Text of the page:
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Steve Jackson
How Florida Can Avoid Medicaid Litigation

The Florida Agency for Health Care Administration (AHCA), which oversees Florida’s Medicaid program, has signaled that it is working to develop a managed care plan that continues providing access to quality care for millions of Floridians.

Florida’s proposed Medicaid plan is not without its controversies, however, AHCA officials seem to be making a concerted effort to listen to the needs of patients and to work with health care providers toward structuring the program so that health care services will be adequately available. This attention to detail is especially important for populations with specific needs, such as the elderly or those dealing with cancer.

Where some states have decided to proceed with a one size fits all approach to their Medicaid programs, AHCA officials must understand the importance of workingwith patients and providers to develop a Medicaid plan that will work for everyone. Our state must ensure that its final plan surpasses Federal standards for access to care for patients. 

By law, all states must structure their programs so that the availability of care for Medicaid patients is equal to the availability of care for patients with private insurance. When states do not demonstrate the ability to meet this Federal standard with their Medicaid programs, all kinds of trouble ensues. 

A prime example of a state that has run into major problems with its Medicaid proposals is California.  The United States Supreme Court is now considering whether individuals can file a lawsuit against state governments that do not provide adequate Medicaid reimbursements to health care providers, because of California’s actions.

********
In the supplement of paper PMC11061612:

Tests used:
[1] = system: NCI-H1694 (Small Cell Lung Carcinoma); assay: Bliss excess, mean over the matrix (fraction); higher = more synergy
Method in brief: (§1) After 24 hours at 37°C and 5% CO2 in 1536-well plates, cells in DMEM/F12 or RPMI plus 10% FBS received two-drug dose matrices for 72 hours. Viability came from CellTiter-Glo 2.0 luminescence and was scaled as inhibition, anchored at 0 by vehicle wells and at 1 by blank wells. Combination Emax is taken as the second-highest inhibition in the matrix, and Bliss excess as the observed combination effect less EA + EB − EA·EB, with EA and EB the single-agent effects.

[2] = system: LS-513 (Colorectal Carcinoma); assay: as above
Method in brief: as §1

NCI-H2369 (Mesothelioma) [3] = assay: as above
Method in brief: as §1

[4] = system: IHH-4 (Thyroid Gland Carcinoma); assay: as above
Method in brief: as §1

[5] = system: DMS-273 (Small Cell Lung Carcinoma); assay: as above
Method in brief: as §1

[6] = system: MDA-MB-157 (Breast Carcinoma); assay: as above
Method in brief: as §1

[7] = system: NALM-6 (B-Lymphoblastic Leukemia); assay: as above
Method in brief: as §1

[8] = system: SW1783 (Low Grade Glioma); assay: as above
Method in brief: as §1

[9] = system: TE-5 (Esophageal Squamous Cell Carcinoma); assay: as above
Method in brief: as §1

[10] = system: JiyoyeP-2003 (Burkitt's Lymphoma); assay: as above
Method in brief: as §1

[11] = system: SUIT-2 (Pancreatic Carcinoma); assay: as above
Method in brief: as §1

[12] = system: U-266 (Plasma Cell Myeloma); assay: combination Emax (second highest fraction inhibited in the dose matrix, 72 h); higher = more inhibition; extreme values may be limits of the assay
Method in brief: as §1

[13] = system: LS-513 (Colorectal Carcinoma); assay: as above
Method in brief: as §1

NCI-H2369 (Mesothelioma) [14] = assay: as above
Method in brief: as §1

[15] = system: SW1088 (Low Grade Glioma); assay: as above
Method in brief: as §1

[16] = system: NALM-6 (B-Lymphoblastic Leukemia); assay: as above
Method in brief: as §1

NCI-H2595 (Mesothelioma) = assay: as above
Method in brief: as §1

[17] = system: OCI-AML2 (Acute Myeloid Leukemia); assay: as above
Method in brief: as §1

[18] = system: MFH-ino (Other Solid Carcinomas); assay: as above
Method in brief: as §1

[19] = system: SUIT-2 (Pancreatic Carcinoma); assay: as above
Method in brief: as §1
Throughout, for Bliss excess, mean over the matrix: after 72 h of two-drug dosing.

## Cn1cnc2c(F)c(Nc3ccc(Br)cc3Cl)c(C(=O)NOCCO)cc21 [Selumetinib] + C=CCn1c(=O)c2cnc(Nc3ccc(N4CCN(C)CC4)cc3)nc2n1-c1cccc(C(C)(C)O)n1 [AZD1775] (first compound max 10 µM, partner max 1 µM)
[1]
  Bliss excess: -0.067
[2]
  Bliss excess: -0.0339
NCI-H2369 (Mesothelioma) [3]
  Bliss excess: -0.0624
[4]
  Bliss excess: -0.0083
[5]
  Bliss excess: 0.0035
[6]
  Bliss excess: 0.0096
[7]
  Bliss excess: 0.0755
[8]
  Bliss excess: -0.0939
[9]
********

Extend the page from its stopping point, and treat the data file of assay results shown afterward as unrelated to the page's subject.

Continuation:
This Supreme Court case came about as a result of California’s attempt to cut provider reimbursements 10% in 2008, to a level at which health care providers could no longer afford to serve patients.  With so many providers, including pharmacies, hospitals and medical doctors concerned about the ability to participate in California Medicaid program (Medi-Cal), the ability of the program to meet Federal access standards was called into question, ultimately leading to the Supreme Court case taking place today.

The principle is simple.  When a sufficient number of qualified providers cannot afford to participate in Medicaid, patients loseaccess to care and states end up being in violation of Federal law.  California could have looked further down the road at the potential problems facing Medi-Cal, but instead, ended up with a Supreme Court battle on its hands.  This is a potential area where Florida could attract Federal scrutiny unless AHCA canclearly demonstrate that patient access to care will be sufficient for the state’s growing number of Medicaid recipients.  It is not too late, however, for Florida to design a Medicaid program that the Centers for Medicare and Medicaid Services (CMS) will sign off on.

Sufficient Medicaid access begins with designing a program that allows for all qualified providers, who play by the rules, to participate in the program.  In the case of pharmacy care and services, excluding certain providers could leave those in underserved areas with no way of accessing the care they need.  Floridians value the relationships they have with their pharmacists; relationships that are invaluable to countless individuals and families.  If our lawmakers continue listening to patients and providers, we can be confident that Florida Medicaid will remain strong.

Steve Jackson, Owner of Jackson-Pace Pharmacy in Pensacola.

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by Dr. Radut.